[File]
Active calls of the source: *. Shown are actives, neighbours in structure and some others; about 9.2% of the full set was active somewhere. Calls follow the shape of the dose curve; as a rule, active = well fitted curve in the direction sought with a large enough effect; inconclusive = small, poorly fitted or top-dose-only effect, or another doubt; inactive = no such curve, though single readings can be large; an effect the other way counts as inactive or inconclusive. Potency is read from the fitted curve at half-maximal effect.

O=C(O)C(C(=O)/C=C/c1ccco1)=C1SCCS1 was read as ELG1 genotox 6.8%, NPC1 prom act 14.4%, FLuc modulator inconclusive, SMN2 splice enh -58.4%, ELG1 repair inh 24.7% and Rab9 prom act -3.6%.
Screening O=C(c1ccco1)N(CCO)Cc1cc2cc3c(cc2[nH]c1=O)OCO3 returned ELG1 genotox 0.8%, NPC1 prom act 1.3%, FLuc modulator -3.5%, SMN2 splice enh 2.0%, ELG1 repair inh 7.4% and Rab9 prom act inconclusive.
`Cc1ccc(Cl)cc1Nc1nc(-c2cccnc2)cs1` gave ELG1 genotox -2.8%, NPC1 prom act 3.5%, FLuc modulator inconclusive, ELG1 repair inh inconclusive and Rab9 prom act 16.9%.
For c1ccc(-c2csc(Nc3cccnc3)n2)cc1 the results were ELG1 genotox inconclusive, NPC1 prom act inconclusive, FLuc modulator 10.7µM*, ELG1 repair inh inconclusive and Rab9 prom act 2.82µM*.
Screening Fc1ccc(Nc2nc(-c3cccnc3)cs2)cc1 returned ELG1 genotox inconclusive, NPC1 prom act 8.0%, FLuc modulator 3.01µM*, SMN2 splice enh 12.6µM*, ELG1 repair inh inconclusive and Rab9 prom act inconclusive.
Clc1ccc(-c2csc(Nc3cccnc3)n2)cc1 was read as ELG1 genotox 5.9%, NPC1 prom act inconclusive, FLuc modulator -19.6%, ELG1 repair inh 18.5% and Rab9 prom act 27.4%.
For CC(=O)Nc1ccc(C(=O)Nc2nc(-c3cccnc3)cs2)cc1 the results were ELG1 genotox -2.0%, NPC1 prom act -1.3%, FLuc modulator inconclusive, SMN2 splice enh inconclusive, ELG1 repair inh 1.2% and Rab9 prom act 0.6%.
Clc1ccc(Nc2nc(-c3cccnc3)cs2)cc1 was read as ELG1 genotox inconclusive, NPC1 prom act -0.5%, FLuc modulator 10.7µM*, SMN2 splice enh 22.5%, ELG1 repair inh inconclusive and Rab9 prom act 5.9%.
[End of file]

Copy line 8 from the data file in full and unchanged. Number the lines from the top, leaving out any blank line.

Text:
For CC(=O)Nc1ccc(C(=O)Nc2nc(-c3cccnc3)cs2)cc1 the results were ELG1 genotox -2.0%, NPC1 prom act -1.3%, FLuc modulator inconclusive, SMN2 splice enh inconclusive, ELG1 repair inh 1.2% and Rab9 prom act 0.6%.